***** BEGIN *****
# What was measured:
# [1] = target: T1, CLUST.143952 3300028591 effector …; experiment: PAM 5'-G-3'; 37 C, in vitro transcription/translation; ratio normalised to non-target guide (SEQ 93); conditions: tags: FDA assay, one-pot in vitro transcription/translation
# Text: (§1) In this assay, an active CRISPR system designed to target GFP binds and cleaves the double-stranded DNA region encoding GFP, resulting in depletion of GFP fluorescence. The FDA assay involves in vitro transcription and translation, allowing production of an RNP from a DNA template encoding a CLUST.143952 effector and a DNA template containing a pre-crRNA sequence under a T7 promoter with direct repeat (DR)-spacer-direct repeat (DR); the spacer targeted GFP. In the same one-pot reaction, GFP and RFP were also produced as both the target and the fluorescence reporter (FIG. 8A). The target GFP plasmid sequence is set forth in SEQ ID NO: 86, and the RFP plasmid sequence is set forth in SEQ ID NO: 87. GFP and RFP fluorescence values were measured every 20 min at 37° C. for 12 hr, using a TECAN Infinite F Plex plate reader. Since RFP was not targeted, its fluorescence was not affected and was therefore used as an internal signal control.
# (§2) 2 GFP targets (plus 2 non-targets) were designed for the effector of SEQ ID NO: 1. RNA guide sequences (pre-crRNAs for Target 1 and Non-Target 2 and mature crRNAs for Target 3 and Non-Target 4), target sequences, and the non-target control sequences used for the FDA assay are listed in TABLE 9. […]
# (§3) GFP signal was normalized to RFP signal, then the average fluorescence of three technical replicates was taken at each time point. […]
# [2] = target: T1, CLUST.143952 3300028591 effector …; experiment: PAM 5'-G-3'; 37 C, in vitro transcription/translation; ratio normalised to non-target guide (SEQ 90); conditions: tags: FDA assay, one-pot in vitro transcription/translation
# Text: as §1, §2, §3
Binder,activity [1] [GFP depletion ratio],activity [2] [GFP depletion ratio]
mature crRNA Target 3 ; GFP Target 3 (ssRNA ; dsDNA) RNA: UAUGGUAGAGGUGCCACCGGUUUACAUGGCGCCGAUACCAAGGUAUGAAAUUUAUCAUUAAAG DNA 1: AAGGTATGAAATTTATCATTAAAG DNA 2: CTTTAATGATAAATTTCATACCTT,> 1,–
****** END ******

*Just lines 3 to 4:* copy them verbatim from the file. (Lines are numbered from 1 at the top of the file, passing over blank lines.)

# Text: (§1) In this assay, an active CRISPR system designed to target GFP binds and cleaves the double-stranded DNA region encoding GFP, resulting in depletion of GFP fluorescence. The FDA assay involves in vitro transcription and translation, allowing production of an RNP from a DNA template encoding a CLUST.143952 effector and a DNA template containing a pre-crRNA sequence under a T7 promoter with direct repeat (DR)-spacer-direct repeat (DR); the spacer targeted GFP. In the same one-pot reaction, GFP and RFP were also produced as both the target and the fluorescence reporter (FIG. 8A). The target GFP plasmid sequence is set forth in SEQ ID NO: 86, and the RFP plasmid sequence is set forth in SEQ ID NO: 87. GFP and RFP fluorescence values were measured every 20 min at 37° C. for 12 hr, using a TECAN Infinite F Plex plate reader. Since RFP was not targeted, its fluorescence was not affected and was therefore used as an internal signal control.
# (§2) 2 GFP targets (plus 2 non-targets) were designed for the effector of SEQ ID NO: 1. RNA guide sequences (pre-crRNAs for Target 1 and Non-Target 2 and mature crRNAs for Target 3 and Non-Target 4), target sequences, and the non-target control sequences used for the FDA assay are listed in TABLE 9. […]